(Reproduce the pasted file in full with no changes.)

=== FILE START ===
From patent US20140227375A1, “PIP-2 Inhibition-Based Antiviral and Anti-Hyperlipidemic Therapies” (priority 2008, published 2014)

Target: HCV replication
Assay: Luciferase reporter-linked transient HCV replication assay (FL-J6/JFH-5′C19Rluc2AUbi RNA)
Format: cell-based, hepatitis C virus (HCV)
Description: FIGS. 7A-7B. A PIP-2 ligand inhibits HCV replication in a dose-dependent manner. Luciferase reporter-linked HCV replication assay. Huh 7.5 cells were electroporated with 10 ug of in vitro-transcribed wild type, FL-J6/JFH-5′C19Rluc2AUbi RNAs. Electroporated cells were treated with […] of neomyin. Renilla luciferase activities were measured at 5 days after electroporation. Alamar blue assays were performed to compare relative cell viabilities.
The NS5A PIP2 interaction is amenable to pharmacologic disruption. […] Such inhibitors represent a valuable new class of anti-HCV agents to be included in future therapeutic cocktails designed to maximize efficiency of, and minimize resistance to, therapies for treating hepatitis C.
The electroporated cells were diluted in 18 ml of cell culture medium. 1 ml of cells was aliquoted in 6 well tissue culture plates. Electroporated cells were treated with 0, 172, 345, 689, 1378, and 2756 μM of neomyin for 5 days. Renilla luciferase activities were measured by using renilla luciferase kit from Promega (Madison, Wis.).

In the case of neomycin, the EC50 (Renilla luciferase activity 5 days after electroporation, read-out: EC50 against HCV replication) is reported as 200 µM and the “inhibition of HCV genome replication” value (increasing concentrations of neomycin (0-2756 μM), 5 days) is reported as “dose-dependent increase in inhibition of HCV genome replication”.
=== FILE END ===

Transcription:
From patent US20140227375A1, “PIP-2 Inhibition-Based Antiviral and Anti-Hyperlipidemic Therapies” (priority 2008, published 2014)

Target: HCV replication
Assay: Luciferase reporter-linked transient HCV replication assay (FL-J6/JFH-5′C19Rluc2AUbi RNA)
Format: cell-based, hepatitis C virus (HCV)
Description: FIGS. 7A-7B. A PIP-2 ligand inhibits HCV replication in a dose-dependent manner. Luciferase reporter-linked HCV replication assay. Huh 7.5 cells were electroporated with 10 ug of in vitro-transcribed wild type, FL-J6/JFH-5′C19Rluc2AUbi RNAs. Electroporated cells were treated with […] of neomyin. Renilla luciferase activities were measured at 5 days after electroporation. Alamar blue assays were performed to compare relative cell viabilities.
The NS5A PIP2 interaction is amenable to pharmacologic disruption. […] Such inhibitors represent a valuable new class of anti-HCV agents to be included in future therapeutic cocktails designed to maximize efficiency of, and minimize resistance to, therapies for treating hepatitis C.
The electroporated cells were diluted in 18 ml of cell culture medium. 1 ml of cells was aliquoted in 6 well tissue culture plates. Electroporated cells were treated with 0, 172, 345, 689, 1378, and 2756 μM of neomyin for 5 days. Renilla luciferase activities were measured by using renilla luciferase kit from Promega (Madison, Wis.).

In the case of neomycin, the EC50 (Renilla luciferase activity 5 days after electroporation, read-out: EC50 against HCV replication) is reported as 200 µM and the “inhibition of HCV genome replication” value (increasing concentrations of neomycin (0-2756 μM), 5 days) is reported as “dose-dependent increase in inhibition of HCV genome replication”.